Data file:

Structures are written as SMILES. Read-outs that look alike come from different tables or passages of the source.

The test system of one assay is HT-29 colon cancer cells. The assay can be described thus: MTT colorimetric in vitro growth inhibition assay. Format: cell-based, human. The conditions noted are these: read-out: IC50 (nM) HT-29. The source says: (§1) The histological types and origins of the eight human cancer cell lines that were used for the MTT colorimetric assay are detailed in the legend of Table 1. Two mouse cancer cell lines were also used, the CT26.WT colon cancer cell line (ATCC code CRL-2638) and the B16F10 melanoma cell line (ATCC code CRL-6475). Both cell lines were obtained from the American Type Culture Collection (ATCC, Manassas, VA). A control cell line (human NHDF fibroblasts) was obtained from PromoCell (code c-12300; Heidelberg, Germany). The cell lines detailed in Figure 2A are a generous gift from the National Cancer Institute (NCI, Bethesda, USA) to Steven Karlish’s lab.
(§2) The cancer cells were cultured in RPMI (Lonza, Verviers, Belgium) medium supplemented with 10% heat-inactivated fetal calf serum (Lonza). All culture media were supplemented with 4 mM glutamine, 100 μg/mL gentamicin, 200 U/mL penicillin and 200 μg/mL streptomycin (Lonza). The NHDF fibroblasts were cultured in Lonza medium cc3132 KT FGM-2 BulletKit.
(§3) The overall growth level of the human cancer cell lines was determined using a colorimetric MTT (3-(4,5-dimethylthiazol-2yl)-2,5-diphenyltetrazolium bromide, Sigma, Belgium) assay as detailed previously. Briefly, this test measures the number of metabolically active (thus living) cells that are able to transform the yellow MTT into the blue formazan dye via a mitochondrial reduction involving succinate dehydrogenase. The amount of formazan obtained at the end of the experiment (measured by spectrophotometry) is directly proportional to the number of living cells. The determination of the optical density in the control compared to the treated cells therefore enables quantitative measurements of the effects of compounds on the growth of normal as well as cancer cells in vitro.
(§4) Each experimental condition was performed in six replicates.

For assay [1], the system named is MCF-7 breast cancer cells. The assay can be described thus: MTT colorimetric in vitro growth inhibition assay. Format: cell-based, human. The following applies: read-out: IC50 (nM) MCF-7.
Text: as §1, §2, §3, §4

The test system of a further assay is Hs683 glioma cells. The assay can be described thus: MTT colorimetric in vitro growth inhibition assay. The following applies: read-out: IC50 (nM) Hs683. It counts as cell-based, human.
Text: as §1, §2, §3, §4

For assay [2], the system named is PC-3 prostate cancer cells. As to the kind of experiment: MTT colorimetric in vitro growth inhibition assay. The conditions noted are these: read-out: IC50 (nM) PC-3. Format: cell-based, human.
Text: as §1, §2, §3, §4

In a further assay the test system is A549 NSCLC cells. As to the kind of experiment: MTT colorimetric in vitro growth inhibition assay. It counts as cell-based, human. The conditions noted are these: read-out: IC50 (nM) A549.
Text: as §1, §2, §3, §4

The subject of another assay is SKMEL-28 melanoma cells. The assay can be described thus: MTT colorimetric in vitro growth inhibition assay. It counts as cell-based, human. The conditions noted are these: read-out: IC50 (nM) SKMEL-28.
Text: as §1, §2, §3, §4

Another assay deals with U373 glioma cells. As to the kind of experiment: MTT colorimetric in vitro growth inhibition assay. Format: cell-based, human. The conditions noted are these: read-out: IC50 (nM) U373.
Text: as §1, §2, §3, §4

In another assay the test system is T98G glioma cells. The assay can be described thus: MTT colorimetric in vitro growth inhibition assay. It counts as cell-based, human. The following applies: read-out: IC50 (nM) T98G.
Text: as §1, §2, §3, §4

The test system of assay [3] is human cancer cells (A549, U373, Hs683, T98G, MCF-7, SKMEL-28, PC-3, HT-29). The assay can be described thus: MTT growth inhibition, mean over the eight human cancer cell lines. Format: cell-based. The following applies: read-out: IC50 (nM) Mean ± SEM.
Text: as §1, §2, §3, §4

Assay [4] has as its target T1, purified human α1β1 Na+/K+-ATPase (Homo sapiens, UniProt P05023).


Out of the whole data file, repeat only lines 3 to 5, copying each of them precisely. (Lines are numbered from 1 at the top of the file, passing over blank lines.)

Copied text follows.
(§2) The cancer cells were cultured in RPMI (Lonza, Verviers, Belgium) medium supplemented with 10% heat-inactivated fetal calf serum (Lonza). All culture media were supplemented with 4 mM glutamine, 100 μg/mL gentamicin, 200 U/mL penicillin and 200 μg/mL streptomycin (Lonza). The NHDF fibroblasts were cultured in Lonza medium cc3132 KT FGM-2 BulletKit.
(§3) The overall growth level of the human cancer cell lines was determined using a colorimetric MTT (3-(4,5-dimethylthiazol-2yl)-2,5-diphenyltetrazolium bromide, Sigma, Belgium) assay as detailed previously. Briefly, this test measures the number of metabolically active (thus living) cells that are able to transform the yellow MTT into the blue formazan dye via a mitochondrial reduction involving succinate dehydrogenase. The amount of formazan obtained at the end of the experiment (measured by spectrophotometry) is directly proportional to the number of living cells. The determination of the optical density in the control compared to the treated cells therefore enables quantitative measurements of the effects of compounds on the growth of normal as well as cancer cells in vitro.
(§4) Each experimental condition was performed in six replicates.